Richard Reeves and Joanna Ventor of the Brookings Institution have a new paper out examining the impact income level has on unintended childbearing among single women.* They found that women have about the same amount of sex regardless of class, but poorer women are five times as likely to have unintended births than more affluent women. A huge chunk of the reason, they conclude, is because of the gap in abortion and contraception access. From the study summary:
Using National Survey of Family Growth Data from the Centers for Disease Control, the authors calculate that women living at 100 percent or less of the federal poverty level (single households earning approximately $11,200 per year or less) who are not actively trying to conceive are twice as likely not to use contraception as their wealthier counterparts (those at 400 percent or above of the poverty level, or earning over $44,700 per year). Poor women not trying to conceive are also three times more likely to get pregnant than their higher income counterparts (9 percent compared to 3 percent), and ultimately at 5 times more likely to give birth. In addition, abortion rates among the poor are lower, with 32 percent in the highest income bracket having an abortion compared to 9 percent of low-income terminations.
Using economic modeling, they found that if poorer women had the same access to contraception as more well-off women, it would cut the birth rate for single women living in poverty in half. Doing the same for abortion would also have a dramatic impact, reducing the birth rate from 72 births per 1,000 women to 49. Of course, the real solution would be to make both contraception and abortion accessible to lower-income women, which would probably result in their unintended birth rate coming very close to what it is for higher-income women.
One of the peculiar facts the Brookings Institution pulls out is that the abortion rate is higher for the highest income bracket they looked at, which was 400 percent of the poverty rate. Single women who make $47,000 or more a year abort 32 percent of their pregnancies, whereas single women making $11,670 a year or less abort only 8.6 percent of their pregnancies. Women in the middle abort 11 percent of their pregnancies. That may seem hard to square with data from the Guttmacher Institute that shows that the majority of abortions are obtained by women living in or near poverty: Nearly 70 percent of abortions are for women who make 200 percent or less of the federal poverty line.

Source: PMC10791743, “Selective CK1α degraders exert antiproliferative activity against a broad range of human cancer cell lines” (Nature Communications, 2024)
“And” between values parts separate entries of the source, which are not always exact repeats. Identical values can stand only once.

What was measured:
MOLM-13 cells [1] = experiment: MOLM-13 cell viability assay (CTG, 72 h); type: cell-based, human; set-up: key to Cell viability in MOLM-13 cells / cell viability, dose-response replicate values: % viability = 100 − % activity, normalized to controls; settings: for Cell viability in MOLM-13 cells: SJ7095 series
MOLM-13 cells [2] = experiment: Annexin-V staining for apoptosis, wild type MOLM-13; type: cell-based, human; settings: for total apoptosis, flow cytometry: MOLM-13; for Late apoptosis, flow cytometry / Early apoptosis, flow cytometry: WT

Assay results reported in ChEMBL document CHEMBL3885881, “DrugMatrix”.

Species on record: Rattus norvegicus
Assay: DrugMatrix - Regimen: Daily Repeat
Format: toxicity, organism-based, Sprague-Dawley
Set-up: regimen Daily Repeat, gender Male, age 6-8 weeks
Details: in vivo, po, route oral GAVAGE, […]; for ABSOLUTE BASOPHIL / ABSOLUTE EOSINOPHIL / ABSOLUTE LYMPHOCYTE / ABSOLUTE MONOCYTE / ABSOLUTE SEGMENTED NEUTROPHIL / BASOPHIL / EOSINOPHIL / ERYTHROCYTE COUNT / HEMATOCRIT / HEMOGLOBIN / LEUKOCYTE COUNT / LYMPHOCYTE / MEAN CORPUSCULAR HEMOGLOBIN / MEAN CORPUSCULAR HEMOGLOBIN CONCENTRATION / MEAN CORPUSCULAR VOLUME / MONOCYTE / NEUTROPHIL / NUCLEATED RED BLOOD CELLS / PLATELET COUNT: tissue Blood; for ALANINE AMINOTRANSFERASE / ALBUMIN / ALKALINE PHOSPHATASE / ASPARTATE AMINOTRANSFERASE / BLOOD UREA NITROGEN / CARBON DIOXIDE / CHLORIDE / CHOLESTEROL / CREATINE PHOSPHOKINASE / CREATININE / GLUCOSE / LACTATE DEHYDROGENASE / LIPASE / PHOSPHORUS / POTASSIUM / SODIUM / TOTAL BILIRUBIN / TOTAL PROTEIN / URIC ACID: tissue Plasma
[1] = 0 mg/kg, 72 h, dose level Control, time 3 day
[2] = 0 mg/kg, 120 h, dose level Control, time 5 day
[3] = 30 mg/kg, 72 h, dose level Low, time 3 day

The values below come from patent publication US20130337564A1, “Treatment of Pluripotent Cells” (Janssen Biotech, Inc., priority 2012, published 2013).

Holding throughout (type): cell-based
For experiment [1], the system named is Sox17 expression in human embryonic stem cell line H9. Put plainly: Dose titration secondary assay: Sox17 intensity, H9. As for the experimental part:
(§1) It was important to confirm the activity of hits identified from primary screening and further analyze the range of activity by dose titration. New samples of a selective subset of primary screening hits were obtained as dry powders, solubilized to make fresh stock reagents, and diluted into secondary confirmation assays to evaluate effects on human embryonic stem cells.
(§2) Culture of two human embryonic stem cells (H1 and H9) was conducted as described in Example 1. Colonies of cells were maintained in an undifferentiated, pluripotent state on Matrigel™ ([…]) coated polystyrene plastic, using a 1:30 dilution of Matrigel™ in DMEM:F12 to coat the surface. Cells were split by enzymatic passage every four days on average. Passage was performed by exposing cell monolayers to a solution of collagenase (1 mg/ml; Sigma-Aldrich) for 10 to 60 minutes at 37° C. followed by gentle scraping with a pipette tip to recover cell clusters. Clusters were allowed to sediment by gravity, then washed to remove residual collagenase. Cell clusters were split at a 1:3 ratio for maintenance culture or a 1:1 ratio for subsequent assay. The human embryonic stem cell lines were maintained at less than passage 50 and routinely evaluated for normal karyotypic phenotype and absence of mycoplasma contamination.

How can it be true that middle-class single women abort nearly one-third of their pregnancies, but lower-income women, who abort a smaller percentage of their pregnancies, still make up most of patients sitting in abortion clinic waiting rooms on any given day? The answer is simple: Lower-income single women get pregnant way more often. Way more often. The Brookings Institution found that single women at or below the federal poverty line were three times as likely to get pregnant in a given year than middle-class single women. That's because lower-income women were twice as likely to have had unprotected sex.
These statistics matter because they underline the one unchanging truth about the abortion rate: The only reliable way to lower the overall number of abortions women get is to make contraception accessible and affordable. Study after study shows this. Reducing abortion access isn't just cruel but ineffective. Middle-class women may abort more of their pregnancies, but since they get pregnant way less often, they still have fewer abortions overall. Discouraging abortion just doesn't work nearly as well as preventing unintended pregnancy in the first place.
Contraception is the best anti-abortion program there is. Yet, just this weekend, Chris Christie was trying to shore up his “pro-life” credentials at CPAC by bragging about how he slashed family planning funding from the New Jersey budget. The supposedly anti-abortion crowd gave a rousing cheer for this man who removed $7.5 million from a program providing the best prevention we have on hand for abortion, which is birth control.
Correction, March 2, 2015: This post originally misidentified the Brookings Institution as the Brookings Institute.